My Hugo reading continued in July; I read the rest of the Hugo novellas. I reviewed 6 books and novellas. Once again it’s hard to choose the best book, especially between Jemisin and McGuire. Neither of them are feel-good or easy reads. ”The Obelisk Gate” is the second book of a trilogy with massive Earth-shattering events while ”Every Heart a Doorway” is far more personal and intimate novella and also a stand-alone story. I also really enjoyed Kij Johnson’s ”The Dream-Quest of Vellitte Boe” and the two other Huge novellas I read this month. Both Lackey’s fairy-tale twisting fantasy book and Tilton’s Babylon 5 book were very good entertainment.

Challenges: 4 for Pick&Mix and one action heroine book (that’s Susan Ivanova taking the Raiders head-on)

Seanan McGuire: Every Heart a Doorway
N. K. Jemisin: The Obelisk Gate
Kij Johnson: The Dream-Quest of Vellitt Boe
Mercedes Lackey: One Good Knight
Charlie Jane Anders: All the Birds in the Sky
Lois Tilton: Accusations

Best of the month: I’m going to go with

The first book in a space opera series.

Publication year: 2004
Format: Audio
Running time: 13 hours and 45 minutes
Narrator: Cynthia Holloway

Kylara Vatta is the youngest of the Vatta family who owns a very successful space shipping firm. But Ky wants to be a soldier and so she goes to the military academy even over her family’s objections. However, another cadet tricks her and she’s kicked out in disgrace. She’s now an embarrassment to her family so they want her out of sight. At least until everyone forgets her troubles and her mother can marry her off.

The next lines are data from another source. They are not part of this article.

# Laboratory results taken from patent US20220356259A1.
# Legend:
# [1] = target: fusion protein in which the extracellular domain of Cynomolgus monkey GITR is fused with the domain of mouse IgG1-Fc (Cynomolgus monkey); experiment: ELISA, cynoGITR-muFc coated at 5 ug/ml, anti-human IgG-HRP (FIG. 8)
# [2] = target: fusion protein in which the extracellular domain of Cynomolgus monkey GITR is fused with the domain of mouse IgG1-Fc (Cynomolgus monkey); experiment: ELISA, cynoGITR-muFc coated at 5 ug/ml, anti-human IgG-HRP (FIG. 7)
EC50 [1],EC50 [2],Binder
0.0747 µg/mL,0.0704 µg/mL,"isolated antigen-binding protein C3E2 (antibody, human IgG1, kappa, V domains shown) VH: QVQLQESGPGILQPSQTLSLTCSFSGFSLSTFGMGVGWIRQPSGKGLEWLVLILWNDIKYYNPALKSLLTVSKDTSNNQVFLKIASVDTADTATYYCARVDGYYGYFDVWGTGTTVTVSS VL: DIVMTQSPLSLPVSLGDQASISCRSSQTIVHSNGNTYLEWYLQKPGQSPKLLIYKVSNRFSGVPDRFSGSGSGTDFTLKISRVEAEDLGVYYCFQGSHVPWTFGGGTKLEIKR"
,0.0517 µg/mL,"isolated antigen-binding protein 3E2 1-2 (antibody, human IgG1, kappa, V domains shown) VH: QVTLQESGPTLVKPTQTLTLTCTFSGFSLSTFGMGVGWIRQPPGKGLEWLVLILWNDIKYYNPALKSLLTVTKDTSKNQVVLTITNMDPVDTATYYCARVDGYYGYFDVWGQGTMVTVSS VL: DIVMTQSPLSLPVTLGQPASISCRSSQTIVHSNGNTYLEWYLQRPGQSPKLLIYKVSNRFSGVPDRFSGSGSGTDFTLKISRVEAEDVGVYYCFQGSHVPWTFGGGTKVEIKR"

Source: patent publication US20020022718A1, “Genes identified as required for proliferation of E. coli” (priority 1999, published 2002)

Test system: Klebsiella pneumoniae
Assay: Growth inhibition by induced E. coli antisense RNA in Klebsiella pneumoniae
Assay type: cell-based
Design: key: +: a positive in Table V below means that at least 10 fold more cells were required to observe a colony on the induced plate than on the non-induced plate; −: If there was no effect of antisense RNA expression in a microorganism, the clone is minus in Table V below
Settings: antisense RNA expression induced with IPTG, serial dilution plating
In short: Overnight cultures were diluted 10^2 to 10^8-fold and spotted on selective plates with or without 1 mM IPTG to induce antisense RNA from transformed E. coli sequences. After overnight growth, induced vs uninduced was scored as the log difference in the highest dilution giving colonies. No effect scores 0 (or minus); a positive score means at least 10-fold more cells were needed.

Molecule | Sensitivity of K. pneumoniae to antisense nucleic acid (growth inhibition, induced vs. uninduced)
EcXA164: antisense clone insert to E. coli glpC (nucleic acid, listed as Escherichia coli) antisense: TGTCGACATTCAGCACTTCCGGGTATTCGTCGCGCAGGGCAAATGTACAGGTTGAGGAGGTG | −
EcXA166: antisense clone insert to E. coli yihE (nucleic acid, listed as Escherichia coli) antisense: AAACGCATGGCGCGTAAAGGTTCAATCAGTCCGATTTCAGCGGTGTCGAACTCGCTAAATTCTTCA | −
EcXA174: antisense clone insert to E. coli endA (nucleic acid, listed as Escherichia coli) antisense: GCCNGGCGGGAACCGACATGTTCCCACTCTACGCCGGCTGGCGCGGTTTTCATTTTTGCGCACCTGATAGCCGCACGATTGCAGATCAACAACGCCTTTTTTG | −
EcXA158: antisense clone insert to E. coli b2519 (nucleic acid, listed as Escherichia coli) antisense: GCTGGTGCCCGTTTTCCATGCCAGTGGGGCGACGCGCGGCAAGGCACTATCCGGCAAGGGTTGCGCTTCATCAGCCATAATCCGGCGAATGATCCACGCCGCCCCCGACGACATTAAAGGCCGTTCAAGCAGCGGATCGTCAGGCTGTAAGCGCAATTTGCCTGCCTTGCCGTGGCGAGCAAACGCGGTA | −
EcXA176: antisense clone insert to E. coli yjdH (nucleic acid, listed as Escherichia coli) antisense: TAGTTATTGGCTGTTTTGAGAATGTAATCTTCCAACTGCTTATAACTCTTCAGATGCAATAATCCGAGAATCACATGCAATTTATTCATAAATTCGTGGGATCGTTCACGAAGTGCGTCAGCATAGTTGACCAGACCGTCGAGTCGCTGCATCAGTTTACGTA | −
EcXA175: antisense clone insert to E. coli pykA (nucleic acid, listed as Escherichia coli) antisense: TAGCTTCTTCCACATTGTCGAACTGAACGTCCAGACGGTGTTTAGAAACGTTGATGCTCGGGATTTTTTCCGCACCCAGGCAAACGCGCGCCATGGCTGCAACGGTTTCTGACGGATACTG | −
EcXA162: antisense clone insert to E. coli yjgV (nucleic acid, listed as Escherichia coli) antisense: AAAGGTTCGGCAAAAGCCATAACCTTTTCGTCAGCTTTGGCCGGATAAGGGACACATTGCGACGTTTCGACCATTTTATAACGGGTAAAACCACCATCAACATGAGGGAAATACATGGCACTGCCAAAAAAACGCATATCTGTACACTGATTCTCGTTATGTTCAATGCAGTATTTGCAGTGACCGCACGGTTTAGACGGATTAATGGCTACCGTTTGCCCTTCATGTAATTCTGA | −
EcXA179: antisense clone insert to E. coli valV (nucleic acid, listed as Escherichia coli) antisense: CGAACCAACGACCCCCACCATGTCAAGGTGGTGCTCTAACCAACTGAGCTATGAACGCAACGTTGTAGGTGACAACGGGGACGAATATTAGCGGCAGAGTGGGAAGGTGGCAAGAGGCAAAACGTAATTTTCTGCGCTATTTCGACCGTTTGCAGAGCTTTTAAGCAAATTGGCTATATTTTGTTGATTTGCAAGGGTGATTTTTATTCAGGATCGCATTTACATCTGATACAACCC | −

However, her father and brother conspire to give her a star ship to captain. The ship is an old one and in fact Ky is expected to take it to a scrapyard. But along the way, she finds opportunities to trade and takes them. Unfortunately, the ship breaks down and leaves her and her crew in the middle of a war, without a functioning FTL drive, so Ky will have to grow up fast and think quick.

This is Ky’s coming of age story as a captain. For her maiden voyage, she’s been given a very experienced crew. She knows that and learns to rely on them, even though at first she wants to do herself everything she can. Her previous experience at the academy serves her well and even though she isn’t a teenager, she still has some flaws to overcome. Other people don’t expect much from her because of her youth and those who know about her previous blunders think that she wants too much to help other people. But she’s very resourceful and a no-nonsense character. She also has a dark side.

The other major characters are the crew members. One of them Ky has known off and on her whole life. I also rather enjoyed a certain senior Vatta captain when he made an appearance later in the book. Ky’s family is very supportive of her but they definitely treat her like a little princess who needs to be rescued. But that did mean that even if Ky had screwed up, her family would have bailed her out which diminished the danger somewhat.